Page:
Sigg believes the whole debate is moot because the Natural Areas Program has no means to fund its restoration effort. For four years, officials from various agencies have quibbled over acreage that may never see its crop of miracle shrubbery. That said, Gluesenkamp's specimen appears to be thriving. It might even propagate on its own.

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6 comments
matters
matters

So wish there was a way to stop the juggernaut of tree destruction.


SPEAK FOR THE TREES! 


What is the point of replacing gorgeous useful trees with shrubs that seem to be making their way into the Presidio on their own.


What a fool is man. Nature is moving on, and we chop and chip in order pursue a quixotic ideal. 


The trees are gorgeous, historic, useful. Stop the chop. Now.


We lost enough trees in the Rim Fire. Let's save the ones we have. 


It's a city.

jjlasne
jjlasne

Considering the state of independent, non-conformist and contrarian San Francisco, you would think every non-native species would have been replaced by marijuana plants by now... Although only city workers seem to be the ones napping on the job.

Heather Gulino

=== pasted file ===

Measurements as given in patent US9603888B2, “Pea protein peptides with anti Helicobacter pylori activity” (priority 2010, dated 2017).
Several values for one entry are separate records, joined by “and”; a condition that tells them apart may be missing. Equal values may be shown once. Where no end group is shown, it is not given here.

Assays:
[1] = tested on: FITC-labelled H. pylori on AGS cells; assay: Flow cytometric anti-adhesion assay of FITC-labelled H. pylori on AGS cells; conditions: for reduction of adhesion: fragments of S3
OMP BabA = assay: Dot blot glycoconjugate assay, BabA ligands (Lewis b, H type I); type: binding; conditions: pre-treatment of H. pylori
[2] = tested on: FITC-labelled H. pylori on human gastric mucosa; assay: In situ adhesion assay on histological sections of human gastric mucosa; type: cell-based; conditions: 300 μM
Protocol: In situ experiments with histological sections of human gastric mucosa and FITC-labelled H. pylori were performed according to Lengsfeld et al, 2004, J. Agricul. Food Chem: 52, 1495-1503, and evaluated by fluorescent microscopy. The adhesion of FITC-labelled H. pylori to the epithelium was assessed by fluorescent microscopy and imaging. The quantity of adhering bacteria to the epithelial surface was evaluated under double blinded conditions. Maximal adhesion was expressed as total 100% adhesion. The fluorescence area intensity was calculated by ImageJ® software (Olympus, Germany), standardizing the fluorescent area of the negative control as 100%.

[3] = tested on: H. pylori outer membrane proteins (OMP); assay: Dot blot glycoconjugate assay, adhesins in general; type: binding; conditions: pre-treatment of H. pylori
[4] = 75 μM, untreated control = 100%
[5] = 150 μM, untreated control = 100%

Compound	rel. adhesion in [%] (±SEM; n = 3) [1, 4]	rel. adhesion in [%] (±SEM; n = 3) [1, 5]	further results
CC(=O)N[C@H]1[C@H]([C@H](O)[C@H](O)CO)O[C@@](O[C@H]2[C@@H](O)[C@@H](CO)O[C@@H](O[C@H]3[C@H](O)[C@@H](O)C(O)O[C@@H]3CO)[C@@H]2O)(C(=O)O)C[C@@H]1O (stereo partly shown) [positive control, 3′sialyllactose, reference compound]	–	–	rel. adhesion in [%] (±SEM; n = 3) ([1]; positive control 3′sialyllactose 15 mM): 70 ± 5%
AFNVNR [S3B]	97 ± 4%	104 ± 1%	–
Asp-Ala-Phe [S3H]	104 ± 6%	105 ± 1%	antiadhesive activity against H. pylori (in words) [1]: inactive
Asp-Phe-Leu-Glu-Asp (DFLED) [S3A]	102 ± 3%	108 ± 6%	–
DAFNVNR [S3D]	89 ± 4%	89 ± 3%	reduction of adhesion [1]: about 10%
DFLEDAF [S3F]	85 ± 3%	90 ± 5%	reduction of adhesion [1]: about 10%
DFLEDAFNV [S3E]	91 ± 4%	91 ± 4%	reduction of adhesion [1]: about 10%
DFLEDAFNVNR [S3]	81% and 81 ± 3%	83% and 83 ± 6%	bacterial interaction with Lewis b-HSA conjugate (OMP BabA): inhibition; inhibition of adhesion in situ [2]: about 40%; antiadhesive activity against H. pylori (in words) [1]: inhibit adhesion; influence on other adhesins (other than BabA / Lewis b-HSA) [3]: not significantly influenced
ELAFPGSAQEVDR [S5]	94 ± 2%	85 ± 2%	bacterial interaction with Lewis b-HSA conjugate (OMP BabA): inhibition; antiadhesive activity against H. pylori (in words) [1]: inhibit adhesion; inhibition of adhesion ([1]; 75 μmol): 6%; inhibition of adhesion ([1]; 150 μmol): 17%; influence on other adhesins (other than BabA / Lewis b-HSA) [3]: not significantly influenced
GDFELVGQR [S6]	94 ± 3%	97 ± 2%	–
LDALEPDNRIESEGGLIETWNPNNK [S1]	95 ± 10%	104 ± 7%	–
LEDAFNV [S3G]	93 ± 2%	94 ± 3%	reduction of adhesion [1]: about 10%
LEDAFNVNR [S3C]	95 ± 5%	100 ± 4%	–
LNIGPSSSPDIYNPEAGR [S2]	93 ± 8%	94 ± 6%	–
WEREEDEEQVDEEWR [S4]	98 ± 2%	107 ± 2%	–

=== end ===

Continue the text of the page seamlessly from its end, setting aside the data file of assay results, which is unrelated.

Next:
Heather Gulino

This is the best headline ever. Hi five, Rachel.

Sierrajeff
Sierrajeff

1) SF Weekly, stop the pop-up ads or I'll stop visiting the site.

2) San Francisco is a *CITY* - it's not a park, and certainly not a wilderness.  It has to accommodate the needs of almost a million residents and hundreds of thousands of visitors, all in less than 49 square miles.  It's ludicrous to try to impose the same rules on city parkland and Sierra wilderness (whether that's regulations on dog walking, or trying to create self-sustaining colonies of marginal native plants).

3) Our ancestors planted Monterey pine (a CA native, just not in the Bay Area) and eucalyptus (admittedly a problem species) for a reason - without them the western part of the city is winder and colder.  And frankly they're d*mn nice to look at - the view coming in from Marin is ugly now that the Presidio's chopped down the Monterey pine above Baker Beach.  12,000 years ago the bay didn't exist; 100 years from now the Marina District may be under water.  Things change.  Spending all this time and effort to restore a few acres of native land - *in a dense urban environment* - is ridiculous.

jjlasne
jjlasne

Dogs have more rights than people!

 
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